We can also see Vācaspati in his Nyāyavārttikatātparyaṭīkā discussing the comprehension of words in terms of an arrow, although his point seems to be different–in fact, the opposite!

प्रयोगप्राचुर्याद अत्यन्ताभ्यासेनातिशीघ्रतया सन्न् अपि प्रत्ययक्रमो न लक्ष्यते शीघ्रतरबाणहेतुकशतपत्रशतव्यतिभेदवद् इति चेत । न । …  (Thakur 1996, 435, lines 9-10)

Suppose you say: due to the profuse number of such uses, since they are very common and occur so fast, [secondary meaning understood from the primary meaning], although it is a sequential awareness, it is not recognized as such–just like the explosive appearance of hundreds of feathers caused by hundreds of the fastest arrows (bāṇa). (We reply) no…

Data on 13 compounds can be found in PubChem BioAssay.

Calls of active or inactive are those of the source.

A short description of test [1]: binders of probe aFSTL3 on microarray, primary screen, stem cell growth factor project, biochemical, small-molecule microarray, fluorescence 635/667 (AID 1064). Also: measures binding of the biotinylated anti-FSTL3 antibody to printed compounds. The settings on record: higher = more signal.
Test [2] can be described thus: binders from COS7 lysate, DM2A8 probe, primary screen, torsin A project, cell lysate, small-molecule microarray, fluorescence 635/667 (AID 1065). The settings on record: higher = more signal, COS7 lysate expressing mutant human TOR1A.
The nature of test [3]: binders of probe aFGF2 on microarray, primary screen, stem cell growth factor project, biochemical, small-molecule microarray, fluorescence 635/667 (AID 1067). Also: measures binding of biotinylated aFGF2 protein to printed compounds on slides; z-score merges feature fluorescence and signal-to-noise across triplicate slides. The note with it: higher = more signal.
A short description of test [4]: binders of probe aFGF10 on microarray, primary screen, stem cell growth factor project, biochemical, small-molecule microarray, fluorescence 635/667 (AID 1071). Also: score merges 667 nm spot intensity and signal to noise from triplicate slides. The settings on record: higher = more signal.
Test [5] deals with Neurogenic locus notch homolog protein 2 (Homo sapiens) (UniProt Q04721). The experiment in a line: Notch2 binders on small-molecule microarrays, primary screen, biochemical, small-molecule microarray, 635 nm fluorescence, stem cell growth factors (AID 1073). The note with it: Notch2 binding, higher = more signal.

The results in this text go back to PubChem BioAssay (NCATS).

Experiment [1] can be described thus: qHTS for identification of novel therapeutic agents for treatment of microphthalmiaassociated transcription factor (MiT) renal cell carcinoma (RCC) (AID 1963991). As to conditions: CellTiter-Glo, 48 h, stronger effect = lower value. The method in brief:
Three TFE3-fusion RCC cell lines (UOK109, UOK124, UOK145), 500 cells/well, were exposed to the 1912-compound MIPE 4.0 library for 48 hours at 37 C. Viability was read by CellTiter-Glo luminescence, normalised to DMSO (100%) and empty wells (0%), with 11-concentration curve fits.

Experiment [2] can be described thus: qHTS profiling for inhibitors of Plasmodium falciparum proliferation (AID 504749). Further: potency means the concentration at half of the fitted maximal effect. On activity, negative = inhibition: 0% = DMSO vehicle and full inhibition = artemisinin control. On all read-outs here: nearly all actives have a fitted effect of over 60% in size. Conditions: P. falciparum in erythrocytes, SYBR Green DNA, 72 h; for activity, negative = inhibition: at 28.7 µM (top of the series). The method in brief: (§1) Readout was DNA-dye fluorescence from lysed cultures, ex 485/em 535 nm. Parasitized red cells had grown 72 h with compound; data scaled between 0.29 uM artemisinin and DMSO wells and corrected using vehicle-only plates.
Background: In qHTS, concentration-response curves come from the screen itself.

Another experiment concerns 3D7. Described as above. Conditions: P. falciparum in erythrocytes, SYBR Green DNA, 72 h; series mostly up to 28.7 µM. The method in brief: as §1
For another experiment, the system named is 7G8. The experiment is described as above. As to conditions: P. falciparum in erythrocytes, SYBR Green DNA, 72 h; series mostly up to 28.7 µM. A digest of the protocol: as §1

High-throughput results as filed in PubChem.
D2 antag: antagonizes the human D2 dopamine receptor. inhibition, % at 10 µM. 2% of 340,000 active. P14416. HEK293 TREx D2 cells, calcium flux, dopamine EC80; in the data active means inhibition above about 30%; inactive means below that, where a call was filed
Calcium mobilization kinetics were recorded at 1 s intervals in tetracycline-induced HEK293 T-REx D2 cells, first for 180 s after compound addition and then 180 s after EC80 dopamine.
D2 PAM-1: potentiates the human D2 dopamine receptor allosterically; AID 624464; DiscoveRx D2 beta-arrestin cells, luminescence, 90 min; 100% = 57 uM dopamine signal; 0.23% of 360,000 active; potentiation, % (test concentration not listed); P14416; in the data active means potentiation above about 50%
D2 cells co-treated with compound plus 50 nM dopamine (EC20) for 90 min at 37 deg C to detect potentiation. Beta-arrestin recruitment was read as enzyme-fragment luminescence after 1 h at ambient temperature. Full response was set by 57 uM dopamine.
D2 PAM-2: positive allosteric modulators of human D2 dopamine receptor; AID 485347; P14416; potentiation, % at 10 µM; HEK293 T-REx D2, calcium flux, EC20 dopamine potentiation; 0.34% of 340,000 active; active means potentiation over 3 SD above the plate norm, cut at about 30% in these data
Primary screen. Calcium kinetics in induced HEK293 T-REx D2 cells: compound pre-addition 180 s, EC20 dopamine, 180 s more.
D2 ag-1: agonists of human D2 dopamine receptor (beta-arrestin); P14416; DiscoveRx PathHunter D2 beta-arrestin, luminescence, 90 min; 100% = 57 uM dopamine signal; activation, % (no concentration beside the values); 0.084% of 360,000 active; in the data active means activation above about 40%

Here, Vācaspati is discussing the speed with which we understand the secondary meaning from the primary meaning, such as when someone says “The village is on the Ganges” and we immediately understand them to mean it is on the bank of the Ganges. This illustration is meant to be a counterexample to his claim that the primary meaning of a word is (as Gautama says) the individual, the shape, and the universal altogether. The objector claims that, as with the move from primary to secondary meaning, so in the case of the primary meaning of a word (a universal) which is then understood as its context-specific sense (say, a particular individual), these distinct stages that are just too rapid for us to disambiguate.

Of course, comparing arrows to speech is not just a philosophical occurrence–it’s a trope in poetry, as in the Mahābhārata (and elsewhere)